Help required to update city sewer system: Mayes


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A city councillor says it’s up to the provincial and federal governments to bail out Winnipeg from having to allow raw sewage to flow directly into the Red River during periods of heavy rain.

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Hey there, time traveller!
This article was published 28/04/2022 (326 days ago), so information in it may no longer be current.

A city councillor says it’s up to the provincial and federal governments to bail out Winnipeg from having to allow raw sewage to flow directly into the Red River during periods of heavy rain.

On the weekend, as a major storm bashed Winnipeg, almost 60 million litres was allowed to discharge into the river because city crews determined the south end sewage treatment plant was overwhelmed.

Coun. Brian Mayes, chairman of the water and waste committee, said he found out about the diversion by reading the Free Press on Wednesday.

“To find out about this through the media is frustrating as a councillor, but I’ll be sure to add it to the (committee) agenda next week and we’ll be asking questions,” he said.

The plant was over capacity and couldn’t handle record-high volumes of water, so staff diverted outflow into the Red River and turned off pumps at three pumping stations to protect upstream homes from basement flooding. That sent an estimated 59.6 million litres of raw sewage into the river April 23-25.

The city reported the incident via the Manitoba Environment, Climate and Parks accident reporting line. Last weekend’s incident followed an outflow of 74 million litres of diluted sewage going into the Assiniboine River over multiple days in late March.

Mayes said he believes longstanding problems with Winnipeg’s combined sewer system are to blame. In older neighbourhoods, household wastewater mixes in the same pipes with runoff storm water, overloading the sewer system.

City council recently approved a budget increase meant to reduce combined sewer overflows. The annual budget will increase to $45 million from $30 million, starting in 2024.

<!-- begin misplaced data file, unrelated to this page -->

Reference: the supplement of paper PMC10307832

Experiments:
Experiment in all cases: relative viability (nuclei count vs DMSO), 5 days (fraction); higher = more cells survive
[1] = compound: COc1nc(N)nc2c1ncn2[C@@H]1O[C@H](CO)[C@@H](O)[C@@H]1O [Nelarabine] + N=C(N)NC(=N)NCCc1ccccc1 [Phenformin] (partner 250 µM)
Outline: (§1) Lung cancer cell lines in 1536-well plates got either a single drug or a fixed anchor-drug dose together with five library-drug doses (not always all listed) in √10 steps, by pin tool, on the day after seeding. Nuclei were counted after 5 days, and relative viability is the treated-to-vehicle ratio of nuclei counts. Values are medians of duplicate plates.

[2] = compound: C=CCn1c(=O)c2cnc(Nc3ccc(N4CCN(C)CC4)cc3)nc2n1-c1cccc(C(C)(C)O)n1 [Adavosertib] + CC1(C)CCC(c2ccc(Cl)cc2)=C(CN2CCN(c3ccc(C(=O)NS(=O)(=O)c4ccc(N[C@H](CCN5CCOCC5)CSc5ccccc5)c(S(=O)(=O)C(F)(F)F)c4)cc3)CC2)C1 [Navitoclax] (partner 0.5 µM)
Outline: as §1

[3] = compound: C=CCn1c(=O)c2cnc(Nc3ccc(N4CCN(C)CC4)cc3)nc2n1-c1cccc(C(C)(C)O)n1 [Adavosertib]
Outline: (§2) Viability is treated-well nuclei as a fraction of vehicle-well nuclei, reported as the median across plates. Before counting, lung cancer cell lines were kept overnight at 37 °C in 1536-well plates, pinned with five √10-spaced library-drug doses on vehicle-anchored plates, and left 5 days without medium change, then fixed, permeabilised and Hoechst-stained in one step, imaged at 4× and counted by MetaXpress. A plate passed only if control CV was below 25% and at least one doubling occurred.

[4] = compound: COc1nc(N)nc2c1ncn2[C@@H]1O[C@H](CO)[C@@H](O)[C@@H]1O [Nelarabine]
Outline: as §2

But Winnipeg needs matching funds from the provincial and federal governments to upgrade its sewer system over the next 20 years, Mayes said.

“No one’s happy with it. We are accelerating our budget. I think we need some help. I do think we’re tackling the project, it’s a massive project, but no one’s happy with this.”

No environmental fines for diverting sewage into local rivers have been discussed, Mayes said.

“If the province is going to fine us, then lend us a hand here, as well. Help us fund a solution.”

Premier Heather Stefanson was not available to answer questions Wednesday. A spokesperson from the environment department sent an emailed statement in response to Free Press inquiries.

“As the provincial environmental regulator, we are very concerned with this volume of sewage entering our waterways. We are also worried about the growing frequency of these incidents. With another potential storm predicted for Winnipeg and southern Manitoba this weekend, we encourage the city to take steps to ensure similar discharges do not occur again. (The department) looks forward to receiving a plan that includes a funding source for the significant upgrades for combined sewer overflow work in the City of Winnipeg.”

Even though the Red and Assiniboine rivers aren’t used for drinking water, sewage creates toxic conditions for fish and aquatic ecosystems, as well as downstream communities, beaches and fisheries, said Marianne Cerilli, past-chair of the Wolseley Residents’ Association. The neighbourhood group has dealt with sewage outflow into the Assiniboine River.

“The city is framing this as: ‘We either have a choice between untreated sewage going in the river or it overflowing into people’s homes and basements,’ ” Cerilli said. “Other municipalities that have successfully dealt with their combined sewer problems… They don’t frame it that way. They say there are alternatives.”

A green plan needs to be included in the city’s blueprints to upgrade the combined sewer system, Cerilli said, particularly as the changing climate makes storms and heavier precipitation more frequent.

Other cities have focused on planting rooftop gardens and urban agriculture that can soak up rainwater and reduce the amount of overland water that flows into sewers.

“I don’t see a lot of evidence of Winnipeg having a strategy like that,” she said.

— with files from Danielle Da Silva

Katie May

Katie May

Katie May is a general-assignment reporter for the Free Press.

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